the district around would provide them with the recreations of the chase, which also helped to make them the skilled warriors which the Romans found them to be. Much of these forests remained even down to comparatively recent times, and very large trees have been dug up, black with age, in fields within four or five miles of Horncastle, within very recent years, which the present writer has seen.
Such were some of the earlier inhabitants of this locality, leaving their undoubted traces behind them, but no "local habitation" with a name; for that we are first indebted to the Romans, who, after finding the Briton a foe not unworthy of his steel, ultimately subjugated him and found him not an inapt pupil in Roman arts and civilization. Of the aptitude of the Briton to learn from his conquerors we have evidence in the fact, mentioned by the Roman writer Eumenius, that when the Emperor Constantius wished to rebuild the town Augustodunum (now Antun) in Gaul, about the end of the 3rd century, he employed workmen chiefly from Britain, such was the change effected in our "rude forefathers" in 250 years.
We may sum up our remarks on the Britons by saying that in them we have ancestors of whom we have no occasion to be ashamed. They had a christian church more than 300 years before St. Augustine visited our shores. They yet survive in the sturdy fisher folk of Brittany; in those stout miners of Cornwall, who in the famed Botallack mine have bored under the ocean bed, the name Cornwall itself being Welsh (i.e. British) for corner land; in the people who occupy the fastnesses of the Welsh mountains, as well as in the Gaels of the Scottish Highlands and the Erse of Ireland. Their very speech is blended with our own. Does the country labourer go to the Horncastle tailor to buy coat and breeches? His British forefather, though clad chiefly in skins, called his upper garment his "cotta," his nether covering his "brages," scotice "breeks." Brewer, Introduction to Beauties of England, p. 42.
The headquarters of the Roman forces in our own part of Britain were at York, where more than one Roman Emperor lived and died, but Lindum, now Lincoln, was an important station. About A.D. 71 Petillius Cerealis was appointed governor of the province by the Emperor Vespasian, he was succeeded by Julius Frontinus, both being able generals. From A.D. 78 to 85 that admirable soldier and administrator, Julius Agricola, over-ran the whole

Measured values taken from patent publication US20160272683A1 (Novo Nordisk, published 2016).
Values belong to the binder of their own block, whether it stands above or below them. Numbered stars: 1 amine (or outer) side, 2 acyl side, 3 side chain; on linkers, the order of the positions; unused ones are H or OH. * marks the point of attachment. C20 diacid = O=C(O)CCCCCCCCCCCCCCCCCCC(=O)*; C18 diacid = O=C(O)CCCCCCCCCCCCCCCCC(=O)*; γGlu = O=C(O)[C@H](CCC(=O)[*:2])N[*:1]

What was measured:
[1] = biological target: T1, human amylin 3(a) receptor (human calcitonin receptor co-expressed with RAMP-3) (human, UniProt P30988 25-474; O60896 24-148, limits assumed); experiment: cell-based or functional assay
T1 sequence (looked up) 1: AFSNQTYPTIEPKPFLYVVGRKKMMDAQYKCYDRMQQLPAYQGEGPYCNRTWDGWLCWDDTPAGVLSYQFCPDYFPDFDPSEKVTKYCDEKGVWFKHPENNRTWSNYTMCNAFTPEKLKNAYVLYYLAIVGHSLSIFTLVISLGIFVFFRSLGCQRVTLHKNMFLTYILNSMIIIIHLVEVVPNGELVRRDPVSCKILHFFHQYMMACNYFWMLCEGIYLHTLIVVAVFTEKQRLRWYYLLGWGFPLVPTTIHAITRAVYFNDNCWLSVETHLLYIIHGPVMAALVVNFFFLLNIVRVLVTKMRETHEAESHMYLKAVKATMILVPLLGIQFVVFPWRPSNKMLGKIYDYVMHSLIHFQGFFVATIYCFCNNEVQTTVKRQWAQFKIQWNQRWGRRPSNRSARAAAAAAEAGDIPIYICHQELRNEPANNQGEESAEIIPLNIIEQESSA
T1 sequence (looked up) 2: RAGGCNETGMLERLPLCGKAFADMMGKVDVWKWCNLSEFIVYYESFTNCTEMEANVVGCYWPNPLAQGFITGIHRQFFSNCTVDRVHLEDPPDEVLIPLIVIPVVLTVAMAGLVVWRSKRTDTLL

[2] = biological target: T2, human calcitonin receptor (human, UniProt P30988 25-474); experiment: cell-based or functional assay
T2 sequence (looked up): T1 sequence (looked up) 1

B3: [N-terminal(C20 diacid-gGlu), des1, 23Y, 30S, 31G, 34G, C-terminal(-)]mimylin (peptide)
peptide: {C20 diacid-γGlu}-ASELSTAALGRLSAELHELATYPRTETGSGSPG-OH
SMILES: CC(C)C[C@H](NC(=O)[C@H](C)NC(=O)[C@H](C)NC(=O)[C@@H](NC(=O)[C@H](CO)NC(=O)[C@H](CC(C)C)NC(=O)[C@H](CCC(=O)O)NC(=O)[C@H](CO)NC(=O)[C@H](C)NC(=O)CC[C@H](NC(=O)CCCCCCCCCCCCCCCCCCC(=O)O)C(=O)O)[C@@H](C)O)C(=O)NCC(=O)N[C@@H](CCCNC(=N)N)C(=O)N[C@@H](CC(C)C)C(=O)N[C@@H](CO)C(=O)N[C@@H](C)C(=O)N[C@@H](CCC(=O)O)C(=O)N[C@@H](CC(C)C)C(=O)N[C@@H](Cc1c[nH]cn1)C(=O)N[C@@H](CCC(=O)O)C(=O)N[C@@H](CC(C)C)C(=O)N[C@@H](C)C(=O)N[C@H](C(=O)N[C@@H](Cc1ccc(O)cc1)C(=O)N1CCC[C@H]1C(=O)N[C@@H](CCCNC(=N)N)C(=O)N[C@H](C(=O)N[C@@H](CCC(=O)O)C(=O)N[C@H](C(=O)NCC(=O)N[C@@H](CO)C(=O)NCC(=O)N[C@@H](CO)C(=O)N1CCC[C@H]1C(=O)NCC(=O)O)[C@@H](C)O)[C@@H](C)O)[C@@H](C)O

Part II—The Dimly Historic Period.
had "powerful mastiffs" for hunting the wild boar, and Manwood in an old Treatise on Forest Laws (circa 1680) states (p. 60) that the finest mastiffs were bred in Lincolnshire. Fuller, in his Worthies of England (p. 150) mentions that a Dutchman (circa 1660) coming to England for sport, spent a whole season in pursuit of wild game "in Lincolniensi montium tractu," by which doubtless were intended the wolds. A writer in the Archæological Journal (June, 1846 says "the whole country of the Coritani (i.e. Lincolnshire, Leicestershire, &c.) was then, and long after, a dense forest," The name "Coritani," or more properly Coitani, is the Roman adaptation of the British "Coed," a wood, which still survives in Wales in such place-names as "Coed Coch," the red wood, "Bettws y Coed," the chapel in the wood, &c. This was their distinguishing characteristic to the Roman, they were wood-men.
- To the skill and bravery in war of the Britons Cæsar bears testimony. He says, "They drive their chariots in all directions, throwing their spears, and by the fear of their horses and the noise of their wheels they disturb the ranks of their enemies; when they have forced their way among the troops they leap down and fight on foot. By constant practice they acquire such skill that they can stop, turn, and guide their horses when at full speed and in the most difficult ground. They can run along the chariot pole, sit on the collar and return with rapidity into the chariot, by which novel mode (he says) his men were much disturbed." ("Novitate pugnæ perturbati." De Bello Gallico, lib. iv, c, 33, 34.